I discovered, while listening to the more than a day's worth of audio that comprises Larsson's "The Girl Who Kicked The Hornet's Nest," that there are some novels that really don't lend themselves to audiobook.
As you may have gathered from previous posts, I like to entertain myself on long car trips by getting in a little "reading." I chose Larsson's novel as an option for a 28-hour roundtrip to St. Louis recently. But it didn't make the cut.
So I started listening to it on a shorter trip - a three-hour tour as Gilligan might say. And when that trip was done, I still had nearly a day's worth of book to listen to.
I thought, "No problem. I'll just listen when I'm in the car on shorter trips and maybe before I go to bed or while I'm working at my desk and I'll have this book back to Pottstown Regional Public Library in no time."
"The Girl Who Kicked the Hornet's Nest" was Larsson's final book in his Millenium thriller/mystery trilogy, which included "The Girl with the Dragon Tattoo" and "The Girl who Played with Fire."
While the story, which follows the outlandish escapades of unlikely Swedish friends Lisbeth Salander and Mikael Blomkvist, is the same (completely unabridged) in audio as it is in print, I've concluded that any of Larsson's Millenium books - are best read as words on paper. I don't even think the movies do them justice (the original Swedish versions of the movies, that is).
"Hornet's Nest" is 563 pages in print (Knopf Doubleday Publishing Group, 2010), which translates to 16 CDs - a whopping 25 hours and 13 minutes of audio.
But, I have to say, it jarred with my vision of the story and its characters to hear it told with a British accent. Blomkvist, Salander ... all the Swedish folks who populate the book seemed wrong as Britons. To me.
I don't claim it would've been better read by an American. I'm just saying there was a certain disconnect there for me. It was also more difficult for me to keep straight in my mind the host of characters, of which there are many.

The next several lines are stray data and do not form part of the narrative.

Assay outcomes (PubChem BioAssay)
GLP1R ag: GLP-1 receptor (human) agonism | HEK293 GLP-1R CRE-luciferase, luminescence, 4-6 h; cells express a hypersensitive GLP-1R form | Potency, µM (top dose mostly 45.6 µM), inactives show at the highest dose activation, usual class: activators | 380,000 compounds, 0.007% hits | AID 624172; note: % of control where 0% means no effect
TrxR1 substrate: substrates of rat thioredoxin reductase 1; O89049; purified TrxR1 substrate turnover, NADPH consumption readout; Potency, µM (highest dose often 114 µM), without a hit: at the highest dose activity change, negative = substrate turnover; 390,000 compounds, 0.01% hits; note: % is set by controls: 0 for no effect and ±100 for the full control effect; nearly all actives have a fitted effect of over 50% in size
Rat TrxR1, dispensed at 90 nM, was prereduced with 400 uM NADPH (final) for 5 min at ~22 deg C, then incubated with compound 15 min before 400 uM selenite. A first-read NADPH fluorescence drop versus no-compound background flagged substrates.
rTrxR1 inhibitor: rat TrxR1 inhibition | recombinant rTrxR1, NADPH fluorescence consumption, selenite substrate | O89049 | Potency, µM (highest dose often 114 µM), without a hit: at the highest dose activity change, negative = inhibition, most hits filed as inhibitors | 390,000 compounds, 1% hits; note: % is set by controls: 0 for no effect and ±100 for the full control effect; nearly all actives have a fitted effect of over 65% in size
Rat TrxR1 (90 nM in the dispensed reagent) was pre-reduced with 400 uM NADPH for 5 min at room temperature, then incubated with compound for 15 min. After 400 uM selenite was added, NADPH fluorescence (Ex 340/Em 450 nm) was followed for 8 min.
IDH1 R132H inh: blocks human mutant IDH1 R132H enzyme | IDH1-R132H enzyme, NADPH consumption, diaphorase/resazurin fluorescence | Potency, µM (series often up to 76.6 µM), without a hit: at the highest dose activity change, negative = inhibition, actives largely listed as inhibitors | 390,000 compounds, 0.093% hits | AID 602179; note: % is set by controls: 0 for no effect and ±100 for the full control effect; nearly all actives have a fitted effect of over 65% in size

Shame on me. I should have read the actual book. In print.
That said, I recommend the Millenium books for anyone. I think I preferred the third book, as I've heard others say as well, possibly because I had the benefit of the knowledge of the first two. The late author was very clever indeed to come up with this tale, with all its plots and subplots and general intrigue. Indeed, the writing can be cold and the situations violent, the but the underlying story is genius.
Below is the plot summary of "The Girl Who Kicked the Hornet's Nest" from the official Stieg Larsson www.stieglarsson.com/Castles-in-the-Sky, "where Stieg Larsson's spirit lives."
Two seriously injured people arrive at the emergency ward of the Sahlgrensa hospital in Gothenburg. One is the wanted murderer Lisbeth Salander who has taken a bullet to the head and needs immediate surgery, the other is Alexander Zalachenko, an older man who Lisbeth has attacked with an axe.
In this third novel in the Millennium trilogy, Lisbeth is planning her revenge against the men who tried to kill her, and even more importantly, revenge against the government which nearly destroyed her life. But first she must escape from the intensive care unit and exculpate her name from the charges of murder that hangs over her head.
In order to succeed with the latter, Lisbeth will need the help of journalist Mikael Blomkvist. He is writing an exposing article that will shake the Swedish government, the secret service and the whole country by its foundations. Finally there is a chance for Lisbeth Salander to put her past behind her and finally there is a chance for truth and justice to prevail.